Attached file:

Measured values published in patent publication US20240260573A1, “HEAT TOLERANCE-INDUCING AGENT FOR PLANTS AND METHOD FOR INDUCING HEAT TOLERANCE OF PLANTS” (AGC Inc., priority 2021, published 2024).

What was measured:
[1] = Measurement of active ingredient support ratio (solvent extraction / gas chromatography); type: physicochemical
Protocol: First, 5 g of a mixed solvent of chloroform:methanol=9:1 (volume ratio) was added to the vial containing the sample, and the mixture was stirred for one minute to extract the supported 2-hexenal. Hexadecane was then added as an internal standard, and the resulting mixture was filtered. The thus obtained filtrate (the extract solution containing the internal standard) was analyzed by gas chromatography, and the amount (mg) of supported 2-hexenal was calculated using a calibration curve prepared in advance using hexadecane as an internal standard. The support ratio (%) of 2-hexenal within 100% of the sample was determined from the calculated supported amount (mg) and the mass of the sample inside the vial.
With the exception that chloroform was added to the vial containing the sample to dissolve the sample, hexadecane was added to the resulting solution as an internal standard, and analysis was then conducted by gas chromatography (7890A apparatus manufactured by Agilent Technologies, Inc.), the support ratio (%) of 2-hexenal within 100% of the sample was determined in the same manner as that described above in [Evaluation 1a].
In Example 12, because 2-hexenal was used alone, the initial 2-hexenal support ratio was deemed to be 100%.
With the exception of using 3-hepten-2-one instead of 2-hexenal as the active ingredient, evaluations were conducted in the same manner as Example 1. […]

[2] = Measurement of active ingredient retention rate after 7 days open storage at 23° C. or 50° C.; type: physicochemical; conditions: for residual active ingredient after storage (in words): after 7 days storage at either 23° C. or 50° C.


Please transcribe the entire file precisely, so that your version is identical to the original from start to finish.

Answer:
Measured values published in patent publication US20240260573A1, “HEAT TOLERANCE-INDUCING AGENT FOR PLANTS AND METHOD FOR INDUCING HEAT TOLERANCE OF PLANTS” (AGC Inc., priority 2021, published 2024).

What was measured:
[1] = Measurement of active ingredient support ratio (solvent extraction / gas chromatography); type: physicochemical
Protocol: First, 5 g of a mixed solvent of chloroform:methanol=9:1 (volume ratio) was added to the vial containing the sample, and the mixture was stirred for one minute to extract the supported 2-hexenal. Hexadecane was then added as an internal standard, and the resulting mixture was filtered. The thus obtained filtrate (the extract solution containing the internal standard) was analyzed by gas chromatography, and the amount (mg) of supported 2-hexenal was calculated using a calibration curve prepared in advance using hexadecane as an internal standard. The support ratio (%) of 2-hexenal within 100% of the sample was determined from the calculated supported amount (mg) and the mass of the sample inside the vial.
With the exception that chloroform was added to the vial containing the sample to dissolve the sample, hexadecane was added to the resulting solution as an internal standard, and analysis was then conducted by gas chromatography (7890A apparatus manufactured by Agilent Technologies, Inc.), the support ratio (%) of 2-hexenal within 100% of the sample was determined in the same manner as that described above in [Evaluation 1a].
In Example 12, because 2-hexenal was used alone, the initial 2-hexenal support ratio was deemed to be 100%.
With the exception of using 3-hepten-2-one instead of 2-hexenal as the active ingredient, evaluations were conducted in the same manner as Example 1. […]

[2] = Measurement of active ingredient retention rate after 7 days open storage at 23° C. or 50° C.; type: physicochemical; conditions: for residual active ingredient after storage (in words): after 7 days storage at either 23° C. or 50° C.